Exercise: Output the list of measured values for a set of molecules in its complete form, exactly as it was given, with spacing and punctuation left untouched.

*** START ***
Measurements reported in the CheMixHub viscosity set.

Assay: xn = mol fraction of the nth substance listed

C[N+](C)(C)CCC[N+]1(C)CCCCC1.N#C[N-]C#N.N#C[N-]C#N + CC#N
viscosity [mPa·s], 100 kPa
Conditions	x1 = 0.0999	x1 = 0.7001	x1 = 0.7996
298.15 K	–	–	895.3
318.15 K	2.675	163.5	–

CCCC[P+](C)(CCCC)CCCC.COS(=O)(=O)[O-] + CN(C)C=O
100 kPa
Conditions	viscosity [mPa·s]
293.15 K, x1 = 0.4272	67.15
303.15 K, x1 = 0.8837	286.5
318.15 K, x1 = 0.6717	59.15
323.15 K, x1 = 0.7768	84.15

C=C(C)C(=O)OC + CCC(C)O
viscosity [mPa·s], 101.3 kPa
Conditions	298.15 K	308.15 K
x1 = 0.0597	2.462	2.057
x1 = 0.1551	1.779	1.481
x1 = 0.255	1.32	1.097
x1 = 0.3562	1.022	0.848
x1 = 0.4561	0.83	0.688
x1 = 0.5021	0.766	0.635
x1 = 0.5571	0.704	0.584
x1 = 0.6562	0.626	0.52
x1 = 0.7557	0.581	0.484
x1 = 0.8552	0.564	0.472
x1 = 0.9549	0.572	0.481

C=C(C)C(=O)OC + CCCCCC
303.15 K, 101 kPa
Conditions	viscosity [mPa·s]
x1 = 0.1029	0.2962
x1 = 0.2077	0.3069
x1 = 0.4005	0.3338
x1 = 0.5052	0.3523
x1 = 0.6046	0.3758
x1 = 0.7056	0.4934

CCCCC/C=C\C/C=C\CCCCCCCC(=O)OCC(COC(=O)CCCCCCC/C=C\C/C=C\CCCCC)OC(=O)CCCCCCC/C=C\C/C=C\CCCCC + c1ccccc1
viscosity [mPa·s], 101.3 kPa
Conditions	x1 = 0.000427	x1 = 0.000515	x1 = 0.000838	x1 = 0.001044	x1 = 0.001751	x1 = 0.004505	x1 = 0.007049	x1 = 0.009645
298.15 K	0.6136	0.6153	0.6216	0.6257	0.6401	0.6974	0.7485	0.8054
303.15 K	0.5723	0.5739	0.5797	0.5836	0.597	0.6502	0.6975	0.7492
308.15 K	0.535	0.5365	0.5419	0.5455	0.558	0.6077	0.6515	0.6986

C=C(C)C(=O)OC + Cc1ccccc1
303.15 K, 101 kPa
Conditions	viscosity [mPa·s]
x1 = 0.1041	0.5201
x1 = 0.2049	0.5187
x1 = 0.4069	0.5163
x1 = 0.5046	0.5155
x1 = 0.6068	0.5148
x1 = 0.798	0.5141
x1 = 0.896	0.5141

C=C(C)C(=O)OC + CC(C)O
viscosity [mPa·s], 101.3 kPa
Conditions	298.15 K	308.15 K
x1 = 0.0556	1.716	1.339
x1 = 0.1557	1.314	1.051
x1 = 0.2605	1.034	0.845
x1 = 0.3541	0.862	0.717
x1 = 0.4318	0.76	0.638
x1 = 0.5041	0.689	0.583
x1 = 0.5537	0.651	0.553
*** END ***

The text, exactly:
Measurements reported in the CheMixHub viscosity set.

Assay: xn = mol fraction of the nth substance listed

C[N+](C)(C)CCC[N+]1(C)CCCCC1.N#C[N-]C#N.N#C[N-]C#N + CC#N
viscosity [mPa·s], 100 kPa
Conditions	x1 = 0.0999	x1 = 0.7001	x1 = 0.7996
298.15 K	–	–	895.3
318.15 K	2.675	163.5	–

CCCC[P+](C)(CCCC)CCCC.COS(=O)(=O)[O-] + CN(C)C=O
100 kPa
Conditions	viscosity [mPa·s]
293.15 K, x1 = 0.4272	67.15
303.15 K, x1 = 0.8837	286.5
318.15 K, x1 = 0.6717	59.15
323.15 K, x1 = 0.7768	84.15

C=C(C)C(=O)OC + CCC(C)O
viscosity [mPa·s], 101.3 kPa
Conditions	298.15 K	308.15 K
x1 = 0.0597	2.462	2.057
x1 = 0.1551	1.779	1.481
x1 = 0.255	1.32	1.097
x1 = 0.3562	1.022	0.848
x1 = 0.4561	0.83	0.688
x1 = 0.5021	0.766	0.635
x1 = 0.5571	0.704	0.584
x1 = 0.6562	0.626	0.52
x1 = 0.7557	0.581	0.484
x1 = 0.8552	0.564	0.472
x1 = 0.9549	0.572	0.481

C=C(C)C(=O)OC + CCCCCC
303.15 K, 101 kPa
Conditions	viscosity [mPa·s]
x1 = 0.1029	0.2962
x1 = 0.2077	0.3069
x1 = 0.4005	0.3338
x1 = 0.5052	0.3523
x1 = 0.6046	0.3758
x1 = 0.7056	0.4934

CCCCC/C=C\C/C=C\CCCCCCCC(=O)OCC(COC(=O)CCCCCCC/C=C\C/C=C\CCCCC)OC(=O)CCCCCCC/C=C\C/C=C\CCCCC + c1ccccc1
viscosity [mPa·s], 101.3 kPa
Conditions	x1 = 0.000427	x1 = 0.000515	x1 = 0.000838	x1 = 0.001044	x1 = 0.001751	x1 = 0.004505	x1 = 0.007049	x1 = 0.009645
298.15 K	0.6136	0.6153	0.6216	0.6257	0.6401	0.6974	0.7485	0.8054
303.15 K	0.5723	0.5739	0.5797	0.5836	0.597	0.6502	0.6975	0.7492
308.15 K	0.535	0.5365	0.5419	0.5455	0.558	0.6077	0.6515	0.6986

C=C(C)C(=O)OC + Cc1ccccc1
303.15 K, 101 kPa
Conditions	viscosity [mPa·s]
x1 = 0.1041	0.5201
x1 = 0.2049	0.5187
x1 = 0.4069	0.5163
x1 = 0.5046	0.5155
x1 = 0.6068	0.5148
x1 = 0.798	0.5141
x1 = 0.896	0.5141

C=C(C)C(=O)OC + CC(C)O
viscosity [mPa·s], 101.3 kPa
Conditions	298.15 K	308.15 K
x1 = 0.0556	1.716	1.339
x1 = 0.1557	1.314	1.051
x1 = 0.2605	1.034	0.845
x1 = 0.3541	0.862	0.717
x1 = 0.4318	0.76	0.638
x1 = 0.5041	0.689	0.583
x1 = 0.5537	0.651	0.553